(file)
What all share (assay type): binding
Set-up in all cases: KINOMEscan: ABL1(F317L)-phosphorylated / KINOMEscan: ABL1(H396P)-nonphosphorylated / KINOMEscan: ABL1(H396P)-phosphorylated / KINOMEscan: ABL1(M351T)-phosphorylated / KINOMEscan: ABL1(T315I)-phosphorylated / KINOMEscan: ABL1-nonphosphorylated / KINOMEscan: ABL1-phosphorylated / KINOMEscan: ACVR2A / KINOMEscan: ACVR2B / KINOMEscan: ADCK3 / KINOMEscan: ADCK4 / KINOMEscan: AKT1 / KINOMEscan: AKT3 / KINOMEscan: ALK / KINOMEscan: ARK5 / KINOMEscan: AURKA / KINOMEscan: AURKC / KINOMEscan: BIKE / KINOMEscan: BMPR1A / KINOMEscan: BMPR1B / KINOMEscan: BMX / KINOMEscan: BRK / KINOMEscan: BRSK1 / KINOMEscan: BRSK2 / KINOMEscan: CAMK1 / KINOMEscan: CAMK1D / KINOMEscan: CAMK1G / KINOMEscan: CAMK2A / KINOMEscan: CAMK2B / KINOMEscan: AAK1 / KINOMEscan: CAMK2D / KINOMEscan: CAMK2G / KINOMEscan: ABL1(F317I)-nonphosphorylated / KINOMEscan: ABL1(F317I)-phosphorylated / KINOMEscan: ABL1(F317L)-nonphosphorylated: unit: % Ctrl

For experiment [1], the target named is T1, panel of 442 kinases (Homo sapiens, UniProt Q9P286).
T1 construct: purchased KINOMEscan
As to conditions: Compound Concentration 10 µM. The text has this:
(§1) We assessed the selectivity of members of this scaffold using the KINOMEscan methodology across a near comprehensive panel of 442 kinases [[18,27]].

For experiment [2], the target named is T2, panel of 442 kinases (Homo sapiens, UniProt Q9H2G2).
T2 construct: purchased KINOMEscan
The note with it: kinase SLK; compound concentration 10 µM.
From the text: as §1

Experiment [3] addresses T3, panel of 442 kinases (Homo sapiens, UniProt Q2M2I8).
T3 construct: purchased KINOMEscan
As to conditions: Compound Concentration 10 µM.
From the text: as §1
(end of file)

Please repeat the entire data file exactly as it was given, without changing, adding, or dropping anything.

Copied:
What all share (assay type): binding
Set-up in all cases: KINOMEscan: ABL1(F317L)-phosphorylated / KINOMEscan: ABL1(H396P)-nonphosphorylated / KINOMEscan: ABL1(H396P)-phosphorylated / KINOMEscan: ABL1(M351T)-phosphorylated / KINOMEscan: ABL1(T315I)-phosphorylated / KINOMEscan: ABL1-nonphosphorylated / KINOMEscan: ABL1-phosphorylated / KINOMEscan: ACVR2A / KINOMEscan: ACVR2B / KINOMEscan: ADCK3 / KINOMEscan: ADCK4 / KINOMEscan: AKT1 / KINOMEscan: AKT3 / KINOMEscan: ALK / KINOMEscan: ARK5 / KINOMEscan: AURKA / KINOMEscan: AURKC / KINOMEscan: BIKE / KINOMEscan: BMPR1A / KINOMEscan: BMPR1B / KINOMEscan: BMX / KINOMEscan: BRK / KINOMEscan: BRSK1 / KINOMEscan: BRSK2 / KINOMEscan: CAMK1 / KINOMEscan: CAMK1D / KINOMEscan: CAMK1G / KINOMEscan: CAMK2A / KINOMEscan: CAMK2B / KINOMEscan: AAK1 / KINOMEscan: CAMK2D / KINOMEscan: CAMK2G / KINOMEscan: ABL1(F317I)-nonphosphorylated / KINOMEscan: ABL1(F317I)-phosphorylated / KINOMEscan: ABL1(F317L)-nonphosphorylated: unit: % Ctrl

For experiment [1], the target named is T1, panel of 442 kinases (Homo sapiens, UniProt Q9P286).
T1 construct: purchased KINOMEscan
As to conditions: Compound Concentration 10 µM. The text has this:
(§1) We assessed the selectivity of members of this scaffold using the KINOMEscan methodology across a near comprehensive panel of 442 kinases [[18,27]].

For experiment [2], the target named is T2, panel of 442 kinases (Homo sapiens, UniProt Q9H2G2).
T2 construct: purchased KINOMEscan
The note with it: kinase SLK; compound concentration 10 µM.
From the text: as §1

Experiment [3] addresses T3, panel of 442 kinases (Homo sapiens, UniProt Q2M2I8).
T3 construct: purchased KINOMEscan
As to conditions: Compound Concentration 10 µM.
From the text: as §1